School negligence extends beyond the classroom and into extra-curricular activities such as after-school sports and gym class. Teachers are expected to provide a safe environment for children to play and must maintain adequate supervision throughout the activity.
Teachers are also expected to anticipate foreseeable danger and must act to prevent injuries that may occur. A school can be held liable for a student’s injury if the incident that occurred was reasonably foreseeable, and the lack of supervision is a direct cause of the injury.
Injuries from After-School Sports
The law takes a different approach when it comes to voluntary activities such as sports. In after-school sports, students assume the risks that accompany the sports when they sign up to play. Thus, the school is only responsible for unforeseeable risks and unreasonably increased risks.
Students who participate in after-school sports typically sign a permission slip stating that they assume the risks that are involved with the sport. The permission slip does not waive all responsibility from the school; schools are still liable if there is inadequate supervision.
Guidelines for School-Related Injuries
In the event that your child sustains a concussion during a school related activity, there is a list of guidelines the school must adhere to. The statutes are listed below:
A.R.S. § 15-341 (24): This statute requires school districts to provide guidelines, information, and forms, to properly educate coaches, students, and parents of the dangers of concussions and head injuries and the risks of continued participation in an athletic activity after sustaining a concussion.
Awareness of Sports Injuries Risk
Parents and students are required to sign an information form at least once a year that states the parent is aware of the risk for concussions.
A.R.S. § 15-341 (24)(b): If a player is suspected of sustaining a concussion, he or she is to be removed from the activity immediately. The law permits a player to return to the activity on the same day only if a health care provider rules out a suspected concussion.
A player may return to play if a health care provider who has been trained in the evaluation and management of concussions and head injuries has evaluated the player and has given written clearance to resume play. Any group that uses property or a facility owned or operated by a school district for athletic activities must also comply with the law’s requirements.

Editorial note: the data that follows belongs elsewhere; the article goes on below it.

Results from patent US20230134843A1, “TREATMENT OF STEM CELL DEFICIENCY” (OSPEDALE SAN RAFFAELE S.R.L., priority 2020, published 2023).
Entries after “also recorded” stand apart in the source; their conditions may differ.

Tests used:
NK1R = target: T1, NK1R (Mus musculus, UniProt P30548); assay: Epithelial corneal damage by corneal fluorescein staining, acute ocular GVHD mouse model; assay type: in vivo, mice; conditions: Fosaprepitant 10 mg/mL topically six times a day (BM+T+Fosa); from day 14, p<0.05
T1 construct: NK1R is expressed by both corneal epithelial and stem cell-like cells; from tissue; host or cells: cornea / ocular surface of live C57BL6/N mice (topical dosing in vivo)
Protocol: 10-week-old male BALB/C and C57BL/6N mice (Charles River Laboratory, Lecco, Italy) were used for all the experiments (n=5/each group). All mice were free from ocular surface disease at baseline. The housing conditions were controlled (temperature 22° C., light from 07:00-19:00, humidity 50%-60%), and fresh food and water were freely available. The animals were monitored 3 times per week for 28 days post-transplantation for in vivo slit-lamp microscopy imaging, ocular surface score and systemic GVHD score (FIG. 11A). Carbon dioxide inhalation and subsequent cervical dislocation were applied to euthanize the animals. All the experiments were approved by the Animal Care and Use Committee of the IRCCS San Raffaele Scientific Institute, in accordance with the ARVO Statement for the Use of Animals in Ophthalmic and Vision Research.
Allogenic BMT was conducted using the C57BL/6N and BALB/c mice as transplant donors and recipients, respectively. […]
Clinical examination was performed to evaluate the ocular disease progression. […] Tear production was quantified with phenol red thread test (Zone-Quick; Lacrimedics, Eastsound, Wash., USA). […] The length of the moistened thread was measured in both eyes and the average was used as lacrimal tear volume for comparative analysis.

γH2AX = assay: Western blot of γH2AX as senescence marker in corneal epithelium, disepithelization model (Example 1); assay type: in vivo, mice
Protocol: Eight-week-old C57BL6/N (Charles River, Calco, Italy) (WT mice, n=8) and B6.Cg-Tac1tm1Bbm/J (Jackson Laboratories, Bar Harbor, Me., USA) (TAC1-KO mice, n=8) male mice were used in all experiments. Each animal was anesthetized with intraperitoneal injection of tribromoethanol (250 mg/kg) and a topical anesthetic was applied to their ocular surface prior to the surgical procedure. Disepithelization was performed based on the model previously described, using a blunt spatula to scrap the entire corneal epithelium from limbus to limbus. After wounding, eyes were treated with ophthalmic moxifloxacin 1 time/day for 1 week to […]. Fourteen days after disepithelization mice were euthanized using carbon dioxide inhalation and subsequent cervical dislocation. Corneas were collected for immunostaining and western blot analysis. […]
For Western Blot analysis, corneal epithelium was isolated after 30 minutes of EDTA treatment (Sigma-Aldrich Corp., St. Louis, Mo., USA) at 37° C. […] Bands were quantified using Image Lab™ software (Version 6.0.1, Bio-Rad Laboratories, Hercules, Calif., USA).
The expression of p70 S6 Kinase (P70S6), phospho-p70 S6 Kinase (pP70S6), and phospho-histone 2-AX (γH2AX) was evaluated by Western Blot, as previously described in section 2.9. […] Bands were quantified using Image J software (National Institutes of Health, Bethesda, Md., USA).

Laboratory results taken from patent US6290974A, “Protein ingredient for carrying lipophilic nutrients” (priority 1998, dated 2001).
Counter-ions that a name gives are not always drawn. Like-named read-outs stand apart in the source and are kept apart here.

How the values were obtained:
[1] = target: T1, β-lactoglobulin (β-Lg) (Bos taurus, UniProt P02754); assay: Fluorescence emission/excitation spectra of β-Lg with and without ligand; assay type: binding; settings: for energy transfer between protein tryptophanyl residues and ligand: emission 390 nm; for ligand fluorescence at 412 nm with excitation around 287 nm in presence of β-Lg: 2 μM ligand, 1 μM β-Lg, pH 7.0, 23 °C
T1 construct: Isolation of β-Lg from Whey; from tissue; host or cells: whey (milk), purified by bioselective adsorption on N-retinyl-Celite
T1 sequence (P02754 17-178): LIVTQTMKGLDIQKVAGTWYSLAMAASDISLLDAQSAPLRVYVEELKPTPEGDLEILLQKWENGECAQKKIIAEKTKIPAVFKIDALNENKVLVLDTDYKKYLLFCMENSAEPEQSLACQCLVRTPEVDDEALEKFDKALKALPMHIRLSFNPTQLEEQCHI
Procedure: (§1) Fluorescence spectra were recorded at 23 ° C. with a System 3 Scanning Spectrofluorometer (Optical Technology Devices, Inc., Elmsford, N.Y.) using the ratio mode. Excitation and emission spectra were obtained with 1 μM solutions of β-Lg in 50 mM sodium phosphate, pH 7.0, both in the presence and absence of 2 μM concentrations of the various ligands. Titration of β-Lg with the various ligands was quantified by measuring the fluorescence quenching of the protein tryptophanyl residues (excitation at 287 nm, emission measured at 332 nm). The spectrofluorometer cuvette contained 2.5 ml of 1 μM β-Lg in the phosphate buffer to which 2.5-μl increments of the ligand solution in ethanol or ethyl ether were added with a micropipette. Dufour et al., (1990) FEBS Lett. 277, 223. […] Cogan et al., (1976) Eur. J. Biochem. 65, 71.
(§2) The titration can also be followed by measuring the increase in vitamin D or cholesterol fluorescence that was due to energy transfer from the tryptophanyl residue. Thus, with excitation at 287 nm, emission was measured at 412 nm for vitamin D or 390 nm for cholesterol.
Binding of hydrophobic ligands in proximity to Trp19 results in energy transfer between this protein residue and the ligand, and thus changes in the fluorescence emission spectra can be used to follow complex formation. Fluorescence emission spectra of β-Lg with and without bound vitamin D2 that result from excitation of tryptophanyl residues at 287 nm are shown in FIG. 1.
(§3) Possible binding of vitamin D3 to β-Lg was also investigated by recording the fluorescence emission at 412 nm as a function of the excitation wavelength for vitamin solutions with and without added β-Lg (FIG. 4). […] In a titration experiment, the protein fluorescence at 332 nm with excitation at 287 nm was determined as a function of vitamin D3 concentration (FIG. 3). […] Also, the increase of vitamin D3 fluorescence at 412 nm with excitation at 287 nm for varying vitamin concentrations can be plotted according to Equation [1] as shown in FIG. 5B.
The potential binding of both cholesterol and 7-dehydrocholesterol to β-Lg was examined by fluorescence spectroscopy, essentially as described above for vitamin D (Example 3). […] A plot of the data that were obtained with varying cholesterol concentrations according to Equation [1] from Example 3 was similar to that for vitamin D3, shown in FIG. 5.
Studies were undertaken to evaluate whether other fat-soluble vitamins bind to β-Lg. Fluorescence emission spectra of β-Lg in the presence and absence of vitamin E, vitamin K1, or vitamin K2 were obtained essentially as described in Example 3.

A “health care provider” under this law only includes the following:
- A physician licensed under Title 32, Chapters 13 (doctor of medicine) or 17 (doctor of osteopathic medicine),
- An athletic trainer licensed under Title 32, Chapter 31,
- A nurse practitioner licensed under Title 32, Chapter 15,
- Or, a physician assistant licensed under Title 32, Chapter 25.
A.R.S. § 15-341 (24)(b) provides civil immunity for any health care provider who is a volunteer and who provides written clearance to participate in athletic activity when that provider’s decisions and actions are based on good faith implementation of the requirements of the statute, except in cases of gross negligence.
Determining School Negligence in Sports Injury
If a school district fails to adhere and comply to these statutes, it is considered negligence, and the district may be held liable.
When it comes to school-related sports injuries, we must look at them on a case-by-case basis to determine the best options. If you believe your child has been a victim of school negligence, call us today to discuss your situation.
At JacksonWhite Law, our Arizona personal injury law team understands the importance of protecting your child’s rights and safety. We work on a contingency basis, so we’re only compensated if you win your case – which means there’s no risk to pursue your claim.